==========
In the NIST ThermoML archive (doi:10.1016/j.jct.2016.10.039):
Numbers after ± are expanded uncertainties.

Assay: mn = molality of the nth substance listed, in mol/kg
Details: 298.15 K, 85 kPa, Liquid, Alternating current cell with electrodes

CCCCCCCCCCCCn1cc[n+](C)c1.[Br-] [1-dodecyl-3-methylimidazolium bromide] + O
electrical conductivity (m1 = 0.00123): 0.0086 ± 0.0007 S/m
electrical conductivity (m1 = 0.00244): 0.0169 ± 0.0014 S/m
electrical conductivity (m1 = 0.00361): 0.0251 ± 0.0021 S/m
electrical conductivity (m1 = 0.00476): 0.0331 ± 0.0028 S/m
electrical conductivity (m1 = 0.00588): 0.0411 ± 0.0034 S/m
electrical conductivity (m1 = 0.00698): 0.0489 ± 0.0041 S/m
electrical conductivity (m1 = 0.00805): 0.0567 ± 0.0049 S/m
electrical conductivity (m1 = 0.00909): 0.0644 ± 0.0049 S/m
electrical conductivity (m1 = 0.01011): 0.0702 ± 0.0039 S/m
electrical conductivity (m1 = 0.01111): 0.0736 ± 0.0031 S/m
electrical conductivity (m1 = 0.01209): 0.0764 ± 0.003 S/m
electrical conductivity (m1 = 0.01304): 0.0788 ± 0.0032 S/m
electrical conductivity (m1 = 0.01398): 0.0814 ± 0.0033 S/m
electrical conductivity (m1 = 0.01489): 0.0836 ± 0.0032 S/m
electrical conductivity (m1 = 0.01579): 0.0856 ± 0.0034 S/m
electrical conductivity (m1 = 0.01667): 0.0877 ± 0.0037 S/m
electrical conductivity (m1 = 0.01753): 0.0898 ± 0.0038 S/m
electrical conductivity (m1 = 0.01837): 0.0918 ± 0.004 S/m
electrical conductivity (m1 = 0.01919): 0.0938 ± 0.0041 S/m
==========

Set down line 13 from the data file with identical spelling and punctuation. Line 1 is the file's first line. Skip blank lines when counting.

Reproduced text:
electrical conductivity (m1 = 0.00909): 0.0644 ± 0.0049 S/m